Written by Jonnie Hallman
Since launching Cushion a couple years ago, we’ve been using AngularJS (1.x) as our front-end framework. If you’re curious how we ended up with Angular, I wrote about the decision (keep in mind this was 2014). I came from an MVCS background, so Angular really resonated with me, and it has served us well this entire time. Recently, however, with our improvements to the scheduling graph, we reached a point where performance has become an issue.
Now that our next big feature is time-tracking, I wanted to take this opportunity to try a new approach. What’s exciting this time around is that 1) there’s this new thing called the virtual DOM, and 2) almost every modern framework has adopted it. I was eyeing React last year (because my west coast friends wouldn’t stop raving about it), but it never really resonated with me—especially once you get into the whole Flux, Redux, Muppetdux, Hufflepux thing (those last two aren’t real). At one point, React was the only option if you wanted the performance of a virtual DOM, but one-by-one, every other framework caught on. Now, there are faster frameworks and some with a more familiar syntax to what I’m used to—like Vue.js.
I tried Vue a very long time ago, before it was even 1.0. The creator, Evan You, borrowed a few ideas from Angular and had a similar syntax, so Vue felt like a younger brother to Angular—a lightweight alternative, but not quite there yet. Because of its solid grounding, I chose Angular. While I started building Cushion on Angular, Evan began working full-time on Vue. Fast-forward several years and Vue is the new hot framework. It also feels much more solid than when I previously tried it, and it’s incredibly fast because of the virtual DOM—perfect timing for me.
I gave Vue another shot and was immediately blown away by how powerful it is while still so easy to use. I also appreciated all the nice touches that were added, like shorthands (
@click instead of
v-on:click) and event modifiers (
@click.prevent to call
event.preventDefault). Vue is now the lightweight alternative I’ve been searching for, and more importantly, it immediately makes sense to me.
The problem now is that I have years of code written with Angular and there’s absolutely no chance of me taking the time to replace Angular in one shot—especially if I want to make any progress on actual features. As a first step, I wondered if I could take advantage of Vue’s speed by replacing Cushion’s graphs with Vue components. I reached out to Evan—would it be possible to “embed” a Vue component within Angular? Apparently, yes! Evan pointed me to this article that suggests wrapping the Vue component with an Angular directive and using the
ng-non-bindable directive to tell Angular not to interact with Vue’s HTML.
I tried using this technique and it does, in fact, work... but it’s not ideal. If I ever wanted to communicate between Angular and Vue, I would need to trigger Angular’s
$apply method with every change within the Vue component. While this would be possible with some inconvenience, it didn’t feel right. Even though I could do it, doesn’t mean I should do it. The same could be said about embedding Vue within Angular, but I wasn’t ready to give up. I had one last idea.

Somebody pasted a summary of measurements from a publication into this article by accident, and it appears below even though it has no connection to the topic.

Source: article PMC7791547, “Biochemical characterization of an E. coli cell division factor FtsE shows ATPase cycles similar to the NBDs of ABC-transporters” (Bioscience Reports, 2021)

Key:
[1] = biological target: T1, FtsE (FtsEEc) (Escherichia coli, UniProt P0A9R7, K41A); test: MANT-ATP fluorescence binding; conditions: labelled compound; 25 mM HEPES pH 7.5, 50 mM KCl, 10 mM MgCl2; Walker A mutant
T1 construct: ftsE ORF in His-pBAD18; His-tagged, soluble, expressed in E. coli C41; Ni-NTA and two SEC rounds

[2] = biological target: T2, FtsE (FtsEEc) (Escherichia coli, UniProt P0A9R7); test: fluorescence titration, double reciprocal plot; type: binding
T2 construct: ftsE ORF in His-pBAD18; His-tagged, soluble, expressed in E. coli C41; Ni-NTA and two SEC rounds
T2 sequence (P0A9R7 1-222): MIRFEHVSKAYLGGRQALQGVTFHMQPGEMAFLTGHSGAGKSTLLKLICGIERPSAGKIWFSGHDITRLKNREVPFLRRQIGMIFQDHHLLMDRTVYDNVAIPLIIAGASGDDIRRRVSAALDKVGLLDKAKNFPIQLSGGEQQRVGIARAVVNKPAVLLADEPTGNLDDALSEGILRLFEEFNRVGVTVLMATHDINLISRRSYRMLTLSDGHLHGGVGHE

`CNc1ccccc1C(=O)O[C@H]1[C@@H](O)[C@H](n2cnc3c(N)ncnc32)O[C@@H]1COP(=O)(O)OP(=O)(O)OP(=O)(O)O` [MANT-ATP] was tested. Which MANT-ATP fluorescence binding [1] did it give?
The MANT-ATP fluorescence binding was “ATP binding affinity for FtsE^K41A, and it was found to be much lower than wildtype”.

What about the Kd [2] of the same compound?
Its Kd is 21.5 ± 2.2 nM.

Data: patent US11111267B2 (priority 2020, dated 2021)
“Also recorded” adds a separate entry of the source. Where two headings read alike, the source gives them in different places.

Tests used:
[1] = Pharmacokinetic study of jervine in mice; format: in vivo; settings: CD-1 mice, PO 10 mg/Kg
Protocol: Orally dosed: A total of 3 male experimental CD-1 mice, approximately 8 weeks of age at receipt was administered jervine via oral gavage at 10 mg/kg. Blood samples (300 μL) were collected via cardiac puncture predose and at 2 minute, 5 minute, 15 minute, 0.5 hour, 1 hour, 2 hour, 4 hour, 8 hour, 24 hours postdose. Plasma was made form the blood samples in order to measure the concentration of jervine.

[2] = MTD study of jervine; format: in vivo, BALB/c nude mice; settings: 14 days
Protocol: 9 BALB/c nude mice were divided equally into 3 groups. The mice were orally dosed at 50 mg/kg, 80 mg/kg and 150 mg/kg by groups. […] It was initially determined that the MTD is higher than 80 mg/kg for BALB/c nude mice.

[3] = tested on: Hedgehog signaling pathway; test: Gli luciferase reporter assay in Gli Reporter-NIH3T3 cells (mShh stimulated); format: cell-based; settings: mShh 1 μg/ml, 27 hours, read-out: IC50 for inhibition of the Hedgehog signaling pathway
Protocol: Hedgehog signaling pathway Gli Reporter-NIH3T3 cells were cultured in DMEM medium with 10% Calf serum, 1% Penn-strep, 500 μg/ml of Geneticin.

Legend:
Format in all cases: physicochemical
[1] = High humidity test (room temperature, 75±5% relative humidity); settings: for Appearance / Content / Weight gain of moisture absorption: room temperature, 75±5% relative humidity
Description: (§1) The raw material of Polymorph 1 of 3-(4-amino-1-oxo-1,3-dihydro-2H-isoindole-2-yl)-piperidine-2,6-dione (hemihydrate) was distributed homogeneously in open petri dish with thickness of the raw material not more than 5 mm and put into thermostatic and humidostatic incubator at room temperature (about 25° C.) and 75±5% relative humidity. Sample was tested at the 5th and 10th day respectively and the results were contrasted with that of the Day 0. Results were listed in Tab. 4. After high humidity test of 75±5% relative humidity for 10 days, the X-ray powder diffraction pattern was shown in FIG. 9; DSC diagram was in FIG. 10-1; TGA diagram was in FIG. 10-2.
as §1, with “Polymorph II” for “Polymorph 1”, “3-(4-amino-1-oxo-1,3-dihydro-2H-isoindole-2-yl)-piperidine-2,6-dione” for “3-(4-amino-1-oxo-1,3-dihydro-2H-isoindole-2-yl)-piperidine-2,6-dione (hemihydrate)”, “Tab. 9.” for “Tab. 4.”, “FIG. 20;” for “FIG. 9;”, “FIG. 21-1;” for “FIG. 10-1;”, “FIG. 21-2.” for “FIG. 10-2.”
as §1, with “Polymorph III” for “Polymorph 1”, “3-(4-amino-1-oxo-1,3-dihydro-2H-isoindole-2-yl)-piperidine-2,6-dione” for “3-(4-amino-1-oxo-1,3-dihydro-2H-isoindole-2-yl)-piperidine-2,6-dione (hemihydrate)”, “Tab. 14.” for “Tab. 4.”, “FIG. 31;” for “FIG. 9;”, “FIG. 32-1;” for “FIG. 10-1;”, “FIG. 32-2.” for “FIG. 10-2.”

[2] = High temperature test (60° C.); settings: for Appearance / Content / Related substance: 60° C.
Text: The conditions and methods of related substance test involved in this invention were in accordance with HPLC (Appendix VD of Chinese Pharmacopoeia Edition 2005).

Similar to React’s Redux, Vue has its own state management library—Vuex. Vuex keeps the app’s state in a centralized store rather than in the components. In my previous Angular/Vue experiment, Angular would’ve been the centralized store, as long as I called
$apply with any changes—and I could only send data to Angular through the directive. With Vuex, a new possibility presented itself—what if I built time-tracking as a Vue app within Cushion? (I know this sounds so wrong, but hear me out.)
Without using Angular’s state management or http services, it serves simply as a router in Cushion. And considering Cushion’s tabbed navigation structure, I could contain an entire app in one of its tabs. Vue’s view model instance is incredibly lightweight and performant, so when a user switches to the time-tracking tab, Cushion can mount the instance and make any requests to the API from Vuex. Then, when the user navigates to a different section, Cushion can destroy the instance and clean up any loose ends. At this point, I no longer need to write hypothetically because I actually did this and it works really well.
In Angular, there are providers, which are by far the most confusing aspect of Angular. (After three years writing an Angular app, I still need to reference the documentation for these, and they still confuse me.) One of these providers is called a “service”, which can be used to create a single store to reference throughout the app. All it needs is a function that returns an object. With a single line of code, I can return Vuex as an Angular service. Now, I can reference the Vue app’s state across the rest of Cushion and inject it into any Vue instance by simply specifying the store. On top of that, this opens up a way for me to migrate Cushion from Angular to Vue in steps, rather than rewriting the entire app all at once.
When we’re ready to start migrating other sections of Cushion, I can start treating each section as an app. I could rewrite the Angular controllers as Vue instances, and simply create new store modules in Vuex. Everything remains modular, and I wouldn’t abuse
$rootScope as much as I do right now. Eventually, I’d be able to replace Angular’s router with Vue’s router and shake all the excess weight.
So far with Vue and Vuex, I’ve been able to create a much more clearly defined app structure, with state that “can only be mutated in a predictable fashion” (to quote the Vuex docs). I’m also taking this opportunity to ween myself off CoffeeScript in favor of ES6. As long as I’m improving one aspect of my dev life, I might as well kick another habit.